Learning to play the ukulele – part 1

Learning to play the ukulele – part 1

Learning to play the ukulele - part 1Advantages of the ukulele

Ukulele is one of the smallest stringed instruments that sound similar to a guitar. In fact, it can be called a simplified version of the guitar. Despite its seemingly toy-like appearance, the ukulele is very popular in some musical genres, and has once again experienced its heyday in recent years. In addition to the keyboard and guitar, it is the most frequently chosen musical instrument, mainly due to the fairly easy education and high affordability.

How to start playing

Before you start playing, first of all you should tune your instrument well. It is best to use a special electronic tuner dedicated to the ukulele. By turning the key gently and at the same time playing a specific string, the reed will signal on the display when the string reaches the desired height. You can also tune the instrument using a keyboard instrument such as a keyboard. If we do not have a reed or keyboard instrument, we can download a special application on the phone, which will act as a reed. In the ukulele we have four strings at our disposal, which, compared to the acoustic or classical guitar, have a completely different arrangement. The thinnest string is at the top and this is the fourth string that produces the G sound. At the bottom, the A string is first, then the E string is the second, and the C string is the third string.

Ukulele grips are extremely easy to grab compared to, for example, a guitar. It is enough to engage one or two fingers for a chord to sound. Of course, remember that we only have four strings in the ukulele, not six as in the case of the guitar, so we should not require the same full guitar sound from this instrument. For example: the basic C major chord is obtained by using only the third finger and pressing down the first string on the third fret. For comparison, in a classical or acoustic guitar we have to use three fingers to catch a C major chord. Remember also that when playing the ukulele, fingers are counted, just like the guitar, without taking into account the thumb.

How to hold a ukulele

First of all, we must be comfortable, so the instrument should be held in such a position that we can easily catch certain holds. The ukulele is played both sitting and standing. If we play sitting, then most often the instrument rests on the right leg. We lean the forearm of the right hand against the soundboard and play the strings with the fingers of the right hand. The main work is done by the hand itself, only the wrist. It is worth training this reflex on the wrist itself, so that we can operate it freely. If, however, we play in a standing position, we can place the instrument somewhere near the right ribs and press it with the right hand in such a way that the right hand can play the strings freely. The beating of the individual rhythms is very similar to the guitar beating, so if you have some experience with the guitar, you can apply the same technique to the ukulele.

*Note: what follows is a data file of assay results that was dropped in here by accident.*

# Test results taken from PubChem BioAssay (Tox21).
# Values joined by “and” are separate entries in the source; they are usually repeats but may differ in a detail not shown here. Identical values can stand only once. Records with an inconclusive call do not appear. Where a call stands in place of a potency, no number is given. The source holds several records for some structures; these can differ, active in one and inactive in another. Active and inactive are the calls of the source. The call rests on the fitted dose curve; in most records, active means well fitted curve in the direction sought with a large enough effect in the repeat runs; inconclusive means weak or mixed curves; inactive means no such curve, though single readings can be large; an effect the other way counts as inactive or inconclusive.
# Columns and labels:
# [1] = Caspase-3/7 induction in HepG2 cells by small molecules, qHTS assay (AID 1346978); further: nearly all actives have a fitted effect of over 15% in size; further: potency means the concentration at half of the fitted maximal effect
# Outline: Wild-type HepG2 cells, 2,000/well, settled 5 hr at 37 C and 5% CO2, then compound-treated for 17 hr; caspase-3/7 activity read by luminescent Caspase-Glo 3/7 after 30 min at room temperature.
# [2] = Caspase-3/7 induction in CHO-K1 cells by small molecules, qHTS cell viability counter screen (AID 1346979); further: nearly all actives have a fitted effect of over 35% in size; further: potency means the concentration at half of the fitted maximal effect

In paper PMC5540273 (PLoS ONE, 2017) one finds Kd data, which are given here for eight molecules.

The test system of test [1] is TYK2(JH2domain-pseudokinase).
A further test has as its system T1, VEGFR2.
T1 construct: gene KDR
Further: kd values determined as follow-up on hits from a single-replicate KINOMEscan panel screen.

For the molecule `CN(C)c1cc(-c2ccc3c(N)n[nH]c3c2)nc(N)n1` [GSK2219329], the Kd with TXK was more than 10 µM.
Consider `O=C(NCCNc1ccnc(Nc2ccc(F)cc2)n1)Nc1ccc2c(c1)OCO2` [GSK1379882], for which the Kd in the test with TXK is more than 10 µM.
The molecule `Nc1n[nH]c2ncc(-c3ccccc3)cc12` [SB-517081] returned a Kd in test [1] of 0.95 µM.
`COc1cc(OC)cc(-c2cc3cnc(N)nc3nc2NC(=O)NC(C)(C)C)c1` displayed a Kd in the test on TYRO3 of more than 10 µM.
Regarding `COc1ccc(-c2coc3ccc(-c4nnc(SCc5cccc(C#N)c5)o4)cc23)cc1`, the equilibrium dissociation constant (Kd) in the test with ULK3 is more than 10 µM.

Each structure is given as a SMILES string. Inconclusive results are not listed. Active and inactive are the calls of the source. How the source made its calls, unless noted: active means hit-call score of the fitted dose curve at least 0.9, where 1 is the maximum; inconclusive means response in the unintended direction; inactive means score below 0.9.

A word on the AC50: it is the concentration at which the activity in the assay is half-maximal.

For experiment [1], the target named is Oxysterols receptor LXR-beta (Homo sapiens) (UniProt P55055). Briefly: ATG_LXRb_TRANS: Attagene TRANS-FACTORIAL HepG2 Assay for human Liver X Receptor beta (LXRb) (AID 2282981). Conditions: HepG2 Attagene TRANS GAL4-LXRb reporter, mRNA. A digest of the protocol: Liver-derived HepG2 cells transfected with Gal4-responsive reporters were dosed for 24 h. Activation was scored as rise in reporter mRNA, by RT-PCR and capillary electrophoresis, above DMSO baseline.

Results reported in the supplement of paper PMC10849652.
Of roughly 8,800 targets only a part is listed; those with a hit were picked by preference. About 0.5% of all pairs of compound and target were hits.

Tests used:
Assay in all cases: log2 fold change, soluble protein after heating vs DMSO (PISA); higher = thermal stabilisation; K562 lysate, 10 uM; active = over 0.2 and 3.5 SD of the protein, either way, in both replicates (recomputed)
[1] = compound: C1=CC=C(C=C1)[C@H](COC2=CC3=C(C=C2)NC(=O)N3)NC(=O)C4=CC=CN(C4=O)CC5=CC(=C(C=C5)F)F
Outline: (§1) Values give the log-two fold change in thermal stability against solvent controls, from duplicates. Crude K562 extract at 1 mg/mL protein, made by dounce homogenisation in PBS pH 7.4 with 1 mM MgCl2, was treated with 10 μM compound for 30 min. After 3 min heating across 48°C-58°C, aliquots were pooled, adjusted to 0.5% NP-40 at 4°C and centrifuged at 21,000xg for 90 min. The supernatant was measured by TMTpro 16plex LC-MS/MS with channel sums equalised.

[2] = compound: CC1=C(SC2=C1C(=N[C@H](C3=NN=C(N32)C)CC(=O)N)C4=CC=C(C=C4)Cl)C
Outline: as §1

Learning to play the ukulele - part 1

The first ukulele practice

At the beginning, I suggest practicing the beating movement itself on the muted strings, so that we catch a certain pulse and rhythm. Let our first hit be two down, two up, one down, and one up. For ease of use, this diagram can be written somewhere on a piece of paper in the following way: DDGGDG. We practice slowly, looping it in such a way as to create an uninterrupted rhythm. Once this rhythm starts to come out smoothly on the muted strings, we can try to introduce it by playing the already mentioned C major chord. Use the third finger of the left hand to hold the first string on the third fret, and play all four strings with the right hand. Another chord I propose to learn is the G major chord, which looks similar to the D major chord on a guitar. The second finger is placed on the second fret of the first string, the third finger is placed on the third fret of the second string, and the first finger is placed on the second fret of the third string, while the fourth string will remain empty. Another very simple chord to play is in A minor, which we get by placing only the second finger on the fourth string of the second fret. If we add the first finger to the A minor chord by placing it on the second string of the first fret, we get the F major chord. And we know the four easy-to-play chords in C major, G major, A minor, and F major, on which we can already start accompanying.


Playing the ukulele is really easy and fun. You can even say that compared to the guitar it is child’s play. Even on the example of the known F major chord, we can see how easily it can be played on the ukulele, and how many more problems it is to play it purely on the guitar.

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